Whereas ‘when researchers work on a problem, we start with a question in the world – and often some descriptive data, some hunches,’ she says. ‘And then we step back and think: “Which economic tools and which concepts are going to help us make progress on this question?”’

No. Economists step back and think 'how can I build my career by telling some stupid lies about this?' 

Carlin and Stevens teamed up with Sam Bowles, an economist at the Santa Fe Institute, to launch a new, open-source economics textbook published by CORE Econ and called The Economy 1.0. The first edition launched online in 2017. Earlier this year, the project – now with dozens of contributors from around the world – published the second version of its microeconomics curriculum.

Old wine in new bottles except it wasn't wine, it was piss.  

They wanted to write a textbook that would draw in students and keep them motivated

to incur student loans and work as baristas.  

For Bowles, the project recalled his correspondence with Martin Luther King Jr in the late 1960s.

His dad was a very nice Ambassador to India. He himself attended an ordinary Indian school. More remarkably, his sixteen year old sister used to bicycle home from voluntary work at a Clinic in Old Delhi. Back then, America sent out some very remarkable people to the Turd World.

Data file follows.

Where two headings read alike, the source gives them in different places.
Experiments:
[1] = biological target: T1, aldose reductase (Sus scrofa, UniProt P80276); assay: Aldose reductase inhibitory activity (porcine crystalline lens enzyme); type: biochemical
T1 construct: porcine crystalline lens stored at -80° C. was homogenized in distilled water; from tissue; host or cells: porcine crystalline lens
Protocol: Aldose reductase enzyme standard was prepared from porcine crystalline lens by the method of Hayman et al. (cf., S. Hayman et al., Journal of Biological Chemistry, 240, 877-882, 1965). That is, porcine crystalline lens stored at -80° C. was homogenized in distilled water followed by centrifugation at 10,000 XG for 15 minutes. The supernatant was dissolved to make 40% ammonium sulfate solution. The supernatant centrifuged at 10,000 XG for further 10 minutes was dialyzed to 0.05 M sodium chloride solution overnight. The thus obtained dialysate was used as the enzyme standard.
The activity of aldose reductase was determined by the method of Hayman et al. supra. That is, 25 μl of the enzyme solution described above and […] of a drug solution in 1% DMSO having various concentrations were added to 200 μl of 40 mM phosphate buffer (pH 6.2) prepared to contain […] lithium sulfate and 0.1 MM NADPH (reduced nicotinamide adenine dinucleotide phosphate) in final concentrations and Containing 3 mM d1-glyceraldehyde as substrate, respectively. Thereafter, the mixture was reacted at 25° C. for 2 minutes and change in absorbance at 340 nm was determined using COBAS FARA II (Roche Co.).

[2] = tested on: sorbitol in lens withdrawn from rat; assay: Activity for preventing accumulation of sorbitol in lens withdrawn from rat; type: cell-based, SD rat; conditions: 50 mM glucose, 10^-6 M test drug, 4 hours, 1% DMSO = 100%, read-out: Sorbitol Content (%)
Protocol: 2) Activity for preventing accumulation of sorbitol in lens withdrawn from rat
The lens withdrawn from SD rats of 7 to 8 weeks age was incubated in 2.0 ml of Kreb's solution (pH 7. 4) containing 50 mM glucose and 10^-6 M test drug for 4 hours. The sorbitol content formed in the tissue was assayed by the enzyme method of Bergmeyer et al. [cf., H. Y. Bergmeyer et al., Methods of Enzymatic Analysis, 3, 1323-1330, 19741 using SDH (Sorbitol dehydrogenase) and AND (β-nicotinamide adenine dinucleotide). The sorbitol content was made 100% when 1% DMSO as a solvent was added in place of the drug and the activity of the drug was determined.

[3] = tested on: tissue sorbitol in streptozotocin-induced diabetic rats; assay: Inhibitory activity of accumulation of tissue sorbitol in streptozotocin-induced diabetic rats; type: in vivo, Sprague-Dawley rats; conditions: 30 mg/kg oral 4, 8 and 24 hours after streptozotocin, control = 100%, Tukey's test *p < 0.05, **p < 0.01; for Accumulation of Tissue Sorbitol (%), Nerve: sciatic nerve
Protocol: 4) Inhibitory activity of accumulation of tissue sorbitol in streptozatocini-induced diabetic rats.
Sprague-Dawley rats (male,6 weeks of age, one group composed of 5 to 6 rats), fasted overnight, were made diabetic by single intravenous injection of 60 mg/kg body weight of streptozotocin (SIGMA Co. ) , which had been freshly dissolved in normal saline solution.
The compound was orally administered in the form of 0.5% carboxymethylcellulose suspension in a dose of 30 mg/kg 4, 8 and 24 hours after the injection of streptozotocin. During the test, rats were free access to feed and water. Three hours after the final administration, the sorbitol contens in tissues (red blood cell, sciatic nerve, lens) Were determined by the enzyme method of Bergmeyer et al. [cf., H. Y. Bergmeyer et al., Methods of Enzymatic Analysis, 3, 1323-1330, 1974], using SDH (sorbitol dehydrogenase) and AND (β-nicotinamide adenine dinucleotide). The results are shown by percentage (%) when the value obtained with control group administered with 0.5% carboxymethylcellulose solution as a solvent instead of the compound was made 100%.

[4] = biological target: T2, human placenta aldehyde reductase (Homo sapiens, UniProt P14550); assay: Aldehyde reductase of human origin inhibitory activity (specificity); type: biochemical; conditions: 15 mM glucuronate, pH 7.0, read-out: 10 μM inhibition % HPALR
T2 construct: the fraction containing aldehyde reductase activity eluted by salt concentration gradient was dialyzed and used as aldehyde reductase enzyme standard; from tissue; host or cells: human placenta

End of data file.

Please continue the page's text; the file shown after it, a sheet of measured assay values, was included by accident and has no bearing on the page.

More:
They’d met through anti-war activities, and King sent Bowles a list of economic questions he wanted help in answering. ‘I opened the list when it came,’ says Bowles. ‘I didn’t have a clue about how to answer any of them. It wasn’t just that I didn’t know the answers – I didn’t know where to look.’

Marshall had supplied the answers long ago. Exploitation means 'rent extraction'. You get rid of it by raising elasticity of supply and demand- i.e. by giving everybody more alternatives. Technological progress did this- once the Government stopped hoarding patents.  

Carlin, Stevens and Bowles had all been teachers before they were economists: Carlin has a degree in education; Stevens taught high-school mathematics; and Bowles taught high school in Nigeria. They wanted to write a textbook that would draw in students and keep them motivated.

They didn't get that what motivates Econ students is the prospect of making lots of money.  

The result is a textbook unlike the ones most economics students encounter.

It teaches you how to become poorer.  

CORE Econ begins by charting the ‘hockey stick’ trendline of both economic growth and greenhouse gas emissions.